How To Push Students To Be Self-Directed

How To Push Students To Be Self-Directed - FREEBIE by A Word On Third

Hi, Teachers!

With spring break about to start, I have to admit... some of my kiddos are acting a bit goofy. I know it's time to teach into what it means to be a self-directed learner again. Are you experiencing the same thing? I always seem to notice that my classes go through phases. I usually feel a bit of this in November, in March, and of course in June when school is about to end too!

In my room, I let it get pretty loud during math time. It's productive noise (usually), but it's harder for students to self-monitor because there are so many more distractions in the room. There's manipulatives, partner work, choices... the list goes on. I've been reflecting on how to push my students to be self directed, and I've come up with something I'm pretty proud of after discussing some issues my class is having with a really talented colleague who knows my class. Let me share what I'm going to be doing with my class to push them to the next level in math! This will be my first math lesson when we return from spring break. I'm treating it like a "first day of school" kind of lesson.

1. Start off with compliments.

I think it's important to recognize all of the amazing growth students have made when introducing something like this. It's easy for teachers to be negative in situations that are frustrating, but that doesn't set anyone up for success!

2. Set the stage for your new expectations.

What are the new expectations that you will have in class? Make sure to be REALLY explicit during this portion of the discussion. Your students should know exactly what class will look like, sound like, feel like, what to do when they have a problem or something doesn't go as planned, etc. This is something you really can't rush if you want this to work.

3. Introduce a tool to keep students accountable.

In my case, I will be using a rubric. Here's the rubric I'm using in math if you'd like to grab it! Click the picture below. (Hint: YOU SHOULD GRAB IT. IT'S FREE!)

If you decide to make your own rubric, decide what needs to be pushed to the next level for your students to be more self-directed. My rubric is focusing on these skills during math:

  • Staying on task. 
  • Using math manipulatives when needed. 
  • Attempting to solve problems independently. 
  • Being honest when reflecting without teacher prompting. (This will prevent students from saying they are "always on task" when they aren't when it's combined with step #4!)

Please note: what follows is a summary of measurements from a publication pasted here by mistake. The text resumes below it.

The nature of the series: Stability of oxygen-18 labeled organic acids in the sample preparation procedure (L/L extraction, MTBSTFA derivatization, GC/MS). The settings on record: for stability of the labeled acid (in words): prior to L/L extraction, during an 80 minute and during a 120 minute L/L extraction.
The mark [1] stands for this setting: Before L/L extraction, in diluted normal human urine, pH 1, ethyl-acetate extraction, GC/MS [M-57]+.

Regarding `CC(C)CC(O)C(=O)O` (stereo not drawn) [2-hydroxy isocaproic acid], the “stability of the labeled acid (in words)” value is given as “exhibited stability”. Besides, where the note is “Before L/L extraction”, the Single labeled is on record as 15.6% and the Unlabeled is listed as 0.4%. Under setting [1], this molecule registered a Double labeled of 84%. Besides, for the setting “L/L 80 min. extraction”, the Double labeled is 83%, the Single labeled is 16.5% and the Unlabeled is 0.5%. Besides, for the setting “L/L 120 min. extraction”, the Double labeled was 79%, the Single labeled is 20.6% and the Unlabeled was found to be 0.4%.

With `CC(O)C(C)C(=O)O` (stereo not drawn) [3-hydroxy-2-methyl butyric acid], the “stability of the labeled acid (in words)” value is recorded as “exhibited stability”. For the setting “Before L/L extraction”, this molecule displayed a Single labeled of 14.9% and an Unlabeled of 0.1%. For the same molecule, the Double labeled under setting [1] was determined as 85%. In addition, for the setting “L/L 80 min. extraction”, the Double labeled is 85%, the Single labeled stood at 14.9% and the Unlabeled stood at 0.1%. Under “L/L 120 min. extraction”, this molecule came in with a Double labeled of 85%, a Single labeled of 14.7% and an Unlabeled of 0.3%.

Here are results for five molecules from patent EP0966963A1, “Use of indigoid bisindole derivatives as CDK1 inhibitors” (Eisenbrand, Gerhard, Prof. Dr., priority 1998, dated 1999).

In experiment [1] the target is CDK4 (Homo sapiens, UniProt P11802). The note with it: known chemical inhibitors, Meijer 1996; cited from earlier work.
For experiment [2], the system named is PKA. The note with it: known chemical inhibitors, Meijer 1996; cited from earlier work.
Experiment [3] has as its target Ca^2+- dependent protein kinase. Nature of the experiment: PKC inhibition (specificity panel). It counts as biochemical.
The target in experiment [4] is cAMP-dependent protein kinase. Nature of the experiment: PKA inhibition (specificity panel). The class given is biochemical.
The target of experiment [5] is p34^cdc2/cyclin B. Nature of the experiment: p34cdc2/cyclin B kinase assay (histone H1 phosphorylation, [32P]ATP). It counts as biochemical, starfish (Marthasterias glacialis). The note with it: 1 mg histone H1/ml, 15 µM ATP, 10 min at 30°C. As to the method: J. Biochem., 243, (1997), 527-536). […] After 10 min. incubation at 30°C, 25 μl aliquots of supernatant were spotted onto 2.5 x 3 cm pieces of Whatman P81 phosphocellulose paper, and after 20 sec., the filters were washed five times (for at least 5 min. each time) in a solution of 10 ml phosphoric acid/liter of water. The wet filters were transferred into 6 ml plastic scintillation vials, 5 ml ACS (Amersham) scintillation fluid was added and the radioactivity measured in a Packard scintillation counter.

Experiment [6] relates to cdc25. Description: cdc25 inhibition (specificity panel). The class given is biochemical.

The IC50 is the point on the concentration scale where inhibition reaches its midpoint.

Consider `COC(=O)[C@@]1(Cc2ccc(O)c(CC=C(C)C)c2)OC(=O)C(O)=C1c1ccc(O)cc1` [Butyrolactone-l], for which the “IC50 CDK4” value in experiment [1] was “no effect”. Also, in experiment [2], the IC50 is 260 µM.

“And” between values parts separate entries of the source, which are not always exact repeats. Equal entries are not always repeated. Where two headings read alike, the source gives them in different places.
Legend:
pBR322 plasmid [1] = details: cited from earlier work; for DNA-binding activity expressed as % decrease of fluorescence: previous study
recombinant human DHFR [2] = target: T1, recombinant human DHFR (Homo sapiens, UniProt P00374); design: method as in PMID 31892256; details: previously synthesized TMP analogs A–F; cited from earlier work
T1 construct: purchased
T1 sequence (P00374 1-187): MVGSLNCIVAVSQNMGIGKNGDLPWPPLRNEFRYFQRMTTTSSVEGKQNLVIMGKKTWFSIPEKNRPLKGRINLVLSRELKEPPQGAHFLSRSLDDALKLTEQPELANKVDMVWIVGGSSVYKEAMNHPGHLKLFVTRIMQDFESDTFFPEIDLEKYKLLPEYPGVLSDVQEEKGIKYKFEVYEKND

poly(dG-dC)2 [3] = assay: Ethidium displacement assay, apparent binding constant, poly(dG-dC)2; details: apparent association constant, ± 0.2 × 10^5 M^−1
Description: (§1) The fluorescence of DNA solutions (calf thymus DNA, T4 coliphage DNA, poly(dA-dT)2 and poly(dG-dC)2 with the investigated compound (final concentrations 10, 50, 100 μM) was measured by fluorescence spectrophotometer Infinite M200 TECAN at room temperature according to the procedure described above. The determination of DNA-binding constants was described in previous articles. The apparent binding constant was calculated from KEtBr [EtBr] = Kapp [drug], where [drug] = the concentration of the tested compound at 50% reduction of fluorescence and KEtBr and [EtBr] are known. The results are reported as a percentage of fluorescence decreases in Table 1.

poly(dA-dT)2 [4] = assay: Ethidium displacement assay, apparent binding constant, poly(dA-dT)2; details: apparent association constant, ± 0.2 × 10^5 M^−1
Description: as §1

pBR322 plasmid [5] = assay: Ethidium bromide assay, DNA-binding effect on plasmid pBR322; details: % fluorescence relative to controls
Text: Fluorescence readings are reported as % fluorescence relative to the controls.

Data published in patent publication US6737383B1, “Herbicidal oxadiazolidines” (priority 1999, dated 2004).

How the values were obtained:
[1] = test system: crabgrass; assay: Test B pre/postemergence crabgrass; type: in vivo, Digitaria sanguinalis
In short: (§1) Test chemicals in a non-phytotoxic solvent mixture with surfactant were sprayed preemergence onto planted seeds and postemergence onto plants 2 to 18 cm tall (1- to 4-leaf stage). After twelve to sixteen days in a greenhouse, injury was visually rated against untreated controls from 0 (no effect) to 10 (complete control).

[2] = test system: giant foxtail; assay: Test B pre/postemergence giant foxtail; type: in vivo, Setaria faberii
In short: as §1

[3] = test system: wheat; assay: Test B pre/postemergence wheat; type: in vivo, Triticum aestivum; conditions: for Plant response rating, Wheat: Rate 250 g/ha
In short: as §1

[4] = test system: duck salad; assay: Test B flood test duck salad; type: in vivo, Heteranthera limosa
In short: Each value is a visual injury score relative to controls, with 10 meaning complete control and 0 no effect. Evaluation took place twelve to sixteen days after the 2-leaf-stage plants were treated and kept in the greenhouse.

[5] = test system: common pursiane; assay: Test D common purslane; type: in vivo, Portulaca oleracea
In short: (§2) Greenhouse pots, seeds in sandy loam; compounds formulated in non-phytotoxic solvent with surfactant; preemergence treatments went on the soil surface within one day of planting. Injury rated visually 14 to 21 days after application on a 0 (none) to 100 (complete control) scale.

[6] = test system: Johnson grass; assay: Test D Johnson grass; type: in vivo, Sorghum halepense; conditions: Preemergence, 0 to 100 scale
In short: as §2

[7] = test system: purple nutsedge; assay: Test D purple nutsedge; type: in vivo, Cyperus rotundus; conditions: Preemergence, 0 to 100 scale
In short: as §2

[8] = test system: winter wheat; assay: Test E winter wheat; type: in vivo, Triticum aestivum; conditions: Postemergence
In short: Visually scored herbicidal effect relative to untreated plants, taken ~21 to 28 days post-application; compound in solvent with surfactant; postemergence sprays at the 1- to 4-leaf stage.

How To Push Students To Be Self-Directed - FREEBIE by A Word On Third

If you want to make this more exciting for your students, add some flair. My rubric is superhero themed. Just be mindful that you want your rubric to be positive. My "excellent" category on the rubric is named "superhero." It would be easy for me to name the "needs more work" category something like "villian" because it's fun and it fits with the theme, but is that the message you want to send to your kids? Think about how to put a positive spin on things. It's OK to admit we have a goal because we are all growing, so make sure you let kids express that in a way that feels safe.
4. Help students stay accountable at first.

Gradually release the responsibility. I'll be collecting all rubrics every day for at least a week. I'm sure some students will need daily check-ins more than that. Some will need less, but everyone will get at LEAST a week of daily supervision. Afterwards, maybe collect the rubric 2 or 3 times a week. Every class and every student will be different. Of course, you could use this in small groups too! 

Consistently make sure to use reinforcing, reminding, and redirecting language so students get some feedback in the moment. Are they making the best choices for their learning? They need your input!

5. Gradually eliminate the use of the tool.

I feel like this is the piece we often neglect as teachers. If we truly want kids to be more self-directed, they can't lean on tools as crutches forever! They need to gradually phase them out and revisit them only when needed. If you try this rubric, feel your students out. When are they mostly following your expectations? That's when you have a class discussion about doing these things without the rubric and phase it out.

So, that's what I'll be up to after I return from break! I'm really pumped. I might tell my students a few secrets about this rubric. I've got a few die-hard superhero fans, and I know they'll be dying to know what this is all about! Go download my rubric for free and leave some feedback! I actually read it and make adjustments if they are requested. What do you do to keep students on task?


  1. I find sometimes we don't give step 5 enough time to take hold. We start off strong with a tool, then get quite lax when referring or redirecting back to it and before you know it, you have removed it from the toolbox. It can be hard to be intentional in the slow, gradual release. Do you find that to be an issue?

    1. Hi, Dan! I agree... We have so much to do that step five is easily forgotten about. I'm guilty of it sometimes too! I have been working really hard on giving myself permission to slow down lately. It's always a work in progress!